“Right there, on the wall,” Sato says, pointing. “That’s where you had to bang your head if you messed up.”

“How many times?”

“At least twenty.”

“Hard?”

“Hard,” Sato says.

Any accounting for the buildings’ survival has to include Sato, who crisscrosses Honshu by shinkansen to support the preservation of Watanabe’s work. He isn’t alone. Owners of Watanabe’s buildings have taken remarkably good care of them, and as they grow old and pass on, unlikely guardians emerge.

The Dragon Fort in Shizuoka, an iconic spiral building in the image of its namesake, has been saved from decay by neighbor Isamu Yamadera, recently retired from fifty years in construction. Since its owner died five years ago, Yamadera has cleared its interior of debris, fended off carloads of twenty-somethings looking for a spot to get trashed, and performed major maintenance—all without prompting or compensation.

“It’s a special building,” he says. “It’ll last a long, long time without serious repairs. Its core parts are very simple, very strong.”

“Watanabe was self-taught, so he preferred working with simple materials—concrete, steel. And that suited his aesthetics,” says Nariaki Kurumizawa, who knew Watanabe at Waseda. “In Japan, civil engineering and architecture rarely overlap. Watanabe was that rare architect who could synthesize them.”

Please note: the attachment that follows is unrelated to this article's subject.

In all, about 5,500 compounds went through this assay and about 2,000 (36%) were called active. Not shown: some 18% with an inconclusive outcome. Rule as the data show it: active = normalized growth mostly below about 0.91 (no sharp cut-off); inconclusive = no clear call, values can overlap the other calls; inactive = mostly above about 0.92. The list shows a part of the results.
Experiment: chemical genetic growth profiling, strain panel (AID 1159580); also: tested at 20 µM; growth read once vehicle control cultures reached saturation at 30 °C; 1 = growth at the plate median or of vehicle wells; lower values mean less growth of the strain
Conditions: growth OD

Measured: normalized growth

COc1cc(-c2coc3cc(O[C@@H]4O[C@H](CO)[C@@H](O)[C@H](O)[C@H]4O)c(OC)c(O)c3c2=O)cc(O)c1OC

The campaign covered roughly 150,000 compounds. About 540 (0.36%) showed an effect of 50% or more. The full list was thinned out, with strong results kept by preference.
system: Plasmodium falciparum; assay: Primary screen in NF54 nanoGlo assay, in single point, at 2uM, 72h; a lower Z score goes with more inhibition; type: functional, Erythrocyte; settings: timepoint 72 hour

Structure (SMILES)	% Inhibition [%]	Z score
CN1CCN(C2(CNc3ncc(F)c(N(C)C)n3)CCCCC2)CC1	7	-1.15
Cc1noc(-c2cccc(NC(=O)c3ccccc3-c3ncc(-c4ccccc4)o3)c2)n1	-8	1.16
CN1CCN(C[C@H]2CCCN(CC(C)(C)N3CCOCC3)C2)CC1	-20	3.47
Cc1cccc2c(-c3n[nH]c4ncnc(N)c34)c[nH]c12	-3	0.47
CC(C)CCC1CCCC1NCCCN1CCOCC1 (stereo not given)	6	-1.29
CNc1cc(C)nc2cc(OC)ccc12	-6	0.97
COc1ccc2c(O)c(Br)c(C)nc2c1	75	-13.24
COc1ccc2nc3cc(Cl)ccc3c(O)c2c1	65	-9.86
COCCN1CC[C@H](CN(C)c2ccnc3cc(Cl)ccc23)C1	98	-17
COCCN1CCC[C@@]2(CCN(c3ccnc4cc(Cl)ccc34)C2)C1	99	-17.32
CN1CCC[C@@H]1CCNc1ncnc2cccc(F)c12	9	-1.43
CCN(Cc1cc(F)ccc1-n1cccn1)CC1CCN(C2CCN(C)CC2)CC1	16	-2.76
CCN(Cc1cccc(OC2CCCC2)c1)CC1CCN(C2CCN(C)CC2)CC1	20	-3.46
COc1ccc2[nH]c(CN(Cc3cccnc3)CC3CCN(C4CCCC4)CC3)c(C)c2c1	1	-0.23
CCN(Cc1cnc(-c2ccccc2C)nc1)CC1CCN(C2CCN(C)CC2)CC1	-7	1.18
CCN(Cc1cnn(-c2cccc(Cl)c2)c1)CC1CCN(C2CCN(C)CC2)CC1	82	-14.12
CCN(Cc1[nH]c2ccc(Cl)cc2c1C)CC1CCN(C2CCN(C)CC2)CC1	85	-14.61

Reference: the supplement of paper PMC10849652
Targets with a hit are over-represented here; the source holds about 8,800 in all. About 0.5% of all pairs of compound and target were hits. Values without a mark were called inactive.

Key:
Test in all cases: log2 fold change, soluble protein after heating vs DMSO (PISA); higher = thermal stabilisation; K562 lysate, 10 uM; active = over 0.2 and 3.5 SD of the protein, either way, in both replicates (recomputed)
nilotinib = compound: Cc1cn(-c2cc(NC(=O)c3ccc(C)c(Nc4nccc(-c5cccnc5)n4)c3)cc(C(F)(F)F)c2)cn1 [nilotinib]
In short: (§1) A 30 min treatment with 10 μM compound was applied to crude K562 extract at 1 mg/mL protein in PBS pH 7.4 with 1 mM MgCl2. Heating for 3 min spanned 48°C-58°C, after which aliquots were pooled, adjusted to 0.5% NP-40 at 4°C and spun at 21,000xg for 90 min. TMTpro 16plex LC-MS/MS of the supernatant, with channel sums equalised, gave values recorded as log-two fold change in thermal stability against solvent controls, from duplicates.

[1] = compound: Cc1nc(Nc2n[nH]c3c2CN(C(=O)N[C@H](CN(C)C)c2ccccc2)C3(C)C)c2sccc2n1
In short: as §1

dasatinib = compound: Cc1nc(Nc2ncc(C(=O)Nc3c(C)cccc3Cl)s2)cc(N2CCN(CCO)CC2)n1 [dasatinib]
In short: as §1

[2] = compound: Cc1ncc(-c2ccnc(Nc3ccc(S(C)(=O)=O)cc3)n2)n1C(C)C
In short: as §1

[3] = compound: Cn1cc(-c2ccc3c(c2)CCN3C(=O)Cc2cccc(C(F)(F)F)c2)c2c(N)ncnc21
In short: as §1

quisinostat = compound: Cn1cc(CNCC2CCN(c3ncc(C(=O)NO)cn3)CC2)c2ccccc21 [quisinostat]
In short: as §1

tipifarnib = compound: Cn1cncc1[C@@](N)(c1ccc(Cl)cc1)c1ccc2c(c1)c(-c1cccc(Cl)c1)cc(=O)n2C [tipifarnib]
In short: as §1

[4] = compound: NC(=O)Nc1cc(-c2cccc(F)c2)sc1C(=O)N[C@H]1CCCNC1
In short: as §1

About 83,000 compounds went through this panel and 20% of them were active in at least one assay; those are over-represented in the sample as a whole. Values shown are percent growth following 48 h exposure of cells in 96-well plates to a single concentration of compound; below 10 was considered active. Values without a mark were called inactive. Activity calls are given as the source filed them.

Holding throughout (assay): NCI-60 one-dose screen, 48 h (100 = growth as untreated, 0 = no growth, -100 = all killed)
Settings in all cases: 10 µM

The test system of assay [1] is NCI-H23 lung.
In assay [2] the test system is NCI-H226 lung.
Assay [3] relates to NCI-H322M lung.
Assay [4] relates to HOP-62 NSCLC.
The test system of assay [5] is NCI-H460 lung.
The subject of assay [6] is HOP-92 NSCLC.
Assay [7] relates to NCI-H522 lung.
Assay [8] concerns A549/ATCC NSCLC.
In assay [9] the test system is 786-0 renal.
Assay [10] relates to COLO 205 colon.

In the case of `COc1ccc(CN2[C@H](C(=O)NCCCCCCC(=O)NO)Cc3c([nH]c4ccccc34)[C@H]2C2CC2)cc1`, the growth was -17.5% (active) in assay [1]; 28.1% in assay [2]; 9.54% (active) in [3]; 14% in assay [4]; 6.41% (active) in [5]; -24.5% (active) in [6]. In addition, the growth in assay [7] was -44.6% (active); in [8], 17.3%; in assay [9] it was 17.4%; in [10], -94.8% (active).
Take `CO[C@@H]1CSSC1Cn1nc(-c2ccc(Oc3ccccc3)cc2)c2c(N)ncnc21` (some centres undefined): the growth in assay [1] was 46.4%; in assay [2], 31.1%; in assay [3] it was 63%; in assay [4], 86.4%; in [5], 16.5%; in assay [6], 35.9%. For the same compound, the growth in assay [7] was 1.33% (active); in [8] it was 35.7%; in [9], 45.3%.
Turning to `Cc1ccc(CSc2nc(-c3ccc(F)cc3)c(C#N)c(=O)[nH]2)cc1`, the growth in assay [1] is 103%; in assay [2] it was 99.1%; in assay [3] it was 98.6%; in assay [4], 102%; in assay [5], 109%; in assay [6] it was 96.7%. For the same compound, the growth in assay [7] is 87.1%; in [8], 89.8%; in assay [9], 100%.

His commitment to simple materials and sound construction methods has earned Watanabe his definitive posthumous triumph. Semi-abandoned until last year, New Sky Building #3 has been fully restored for use as shared housing, becoming Tokyo’s only historic capsule apartment building with a future to speak of. The restoration was possible thanks to the building’s all-steel construction and distribution of square footage, an ultra-flexible layout for which Watanabe holds the patent. Meanwhile, in Shimbashi, Metabolist luminary Kisho Kurokawa’s era-defining Nakagin Capsule Hotel awaits the wrecking ball, its asbestos-insulated capsules filled with discarded junk. All efforts to lobby for UNESCO World Heritage status for the building have failed.

New Sky’s owner and unwitting savior is Chushu Hai, a 34-year-old Tokyo landlord who hasn’t grasped the significance of accidentally saving modernist Japanese architecture’s most emblematic building type from extinction. Hoping to attract foreigners and incubate a vibrant intellectual and artist community, Hai granted us the only interview he’s given since he purchased New Sky. We gushed about his cultural heroism and he suffered us cheerfully. Afterward, we explored, while he practiced his golf swing with a make-believe five-iron.

Were he alive, Watanabe would delight in this final triumph. His building has succeeded on its practical and commercial viability while a surfeit of cultural and academic interest has failed to save Metabolism’s most important structures. It’s an ironic vindication of Watanabe’s paradigm.

A wiser man than me once said you can only gauge a person’s success if you refrain from judging the worthiness of his intent and determine how well he’s fulfilled it. “You can kick a building as much as you want. It’s not going to fall over,” Watanabe once told Kurumizawa. “That’s why I make architecture.” Fifty years later, it’s more than sententious optimism. It’s a promise in the bloom of fulfillment.